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9.10: Primary Source Reading: The Star-Spangled Banner

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    264108
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    “The Star-Spangled Banner” is the national anthem of the United States of America. The lyrics come from “Defence of Fort M’Henry”, a poem written in 1814 by the 35-year-old lawyer and amateur poet Francis Scott Key after witnessing the bombardment of Fort McHenry by British ships of the Royal Navy in the Chesapeake Bay during the Battle of Fort McHenry in the War of 1812.

    Text from a broadside printing of the Star Spangled Banner.
    One of two surviving copies of the 1812 broadside printing of the Defense of Fort McHenry, a poem that later became the national anthem of the United States.

    The poem was set to the tune of a popular British song written by John Stafford Smith for the Anacreontic Society, a men’s social club in London. “To Anacreon in Heaven” (or “The Anacreontic Song”), with various lyrics, was already popular in the United States. Set to Key’s poem and renamed “The Star-Spangled Banner”, it would soon become a well-known American patriotic song. With a range of one octave and one fifth (a semitone more than an octave and a half), it is known for being difficult to sing. Although the poem has four stanzas, only the first is commonly sung today.

    “The Star-Spangled Banner” was recognized for official use by the U.S. Navy in 1889, and by U.S. President Woodrow Wilson in 1916, and was made the national anthem by a congressional resolution on March 3, 1931 (46 Stat. 1508, codified at 36 U.S.C. § 301), which was signed by President Herbert Hoover.

    Before 1931, other songs served as the hymns of American officialdom. “Hail, Columbia” served this purpose at official functions for most of the 19th century. “My Country, ‘Tis of Thee”, whose melody is identical to “God Save the Queen”, the British national anthem,[2] also served as a de facto anthem.[3] Following the War of 1812 and subsequent American wars, other songs emerged to compete for popularity at public events, among them “The Star-Spangled Banner”. 

    Text of the Star-Spangled Banner

    O! say can you see by the dawn’s early light,

    What so proudly we hailed at the twilight’s last gleaming,

    Whose broad stripes and bright stars through the perilous fight,

    O’er the ramparts we watch’d, were so gallantly streaming?

    And the Rockets’ red glare, the Bombs bursting in air,

    Gave proof through the night that our Flag was still there;

    O! say does that star-spangled Banner yet wave,

    O’er the Land of the free and the home of the brave?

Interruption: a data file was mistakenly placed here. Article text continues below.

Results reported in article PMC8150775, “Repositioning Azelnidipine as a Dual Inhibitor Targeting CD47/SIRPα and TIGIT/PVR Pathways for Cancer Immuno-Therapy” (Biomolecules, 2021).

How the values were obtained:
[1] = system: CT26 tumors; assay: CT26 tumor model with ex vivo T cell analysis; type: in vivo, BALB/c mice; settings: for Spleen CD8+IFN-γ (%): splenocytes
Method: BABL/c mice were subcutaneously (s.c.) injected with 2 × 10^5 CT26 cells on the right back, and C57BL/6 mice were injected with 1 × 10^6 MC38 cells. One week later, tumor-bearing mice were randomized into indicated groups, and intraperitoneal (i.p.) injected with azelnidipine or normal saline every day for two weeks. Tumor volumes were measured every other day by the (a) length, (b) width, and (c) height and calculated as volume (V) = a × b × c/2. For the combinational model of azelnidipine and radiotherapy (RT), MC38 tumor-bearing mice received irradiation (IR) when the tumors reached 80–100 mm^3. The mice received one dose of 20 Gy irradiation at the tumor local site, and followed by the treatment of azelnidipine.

On the shore dimly seen through the mists of the deep,

    Where the foe’s haughty host in dread silence reposes,

    What is that which the breeze, o’er the towering steep,

    As it fitfully blows, half conceals, half discloses?

    Now it catches the gleam of the morning’s first beam,

    In full glory reflected now shines on the stream,

    ‘Tis the star-spangled banner, O! long may it wave

    O’er the land of the free and the home of the brave.

    And where is that band who so vauntingly swore

    That the havoc of war and the battle’s confusion,

    A home and a country should leave us no more?

    Their blood has washed out their foul footsteps pollution.

    No refuge could save the hireling and slave,

    From the terror of flight, or the gloom of the grave,

    And the star-spangled banner in triumph doth wave,

    O’er the Land of the Free and the Home of the Brave.

    O! thus be it ever, when freemen shall stand,

    Between their lov’d home and the war’s desolation,

    Blest with vict’ry and peace, may the Heav’n rescued land,

    Praise the Power that hath made and preserv’d us a nation!

    Then conquer we must, when our cause it is just,

    And this be our motto—”In God is our Trust;”

    And the star-spangled Banner in triumph shall wave,

    O’er the Land of the Free and the Home of the Brave.

    Old, yellowed version of the printed Star-Spangled Banner
    This 1814 copy of “The Star-Spangled Banner” was the first printed edition to combine the words and sheet music.
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    9.10: Primary Source Reading: The Star-Spangled Banner is shared under a not declared license and was authored, remixed, and/or curated by LibreTexts.

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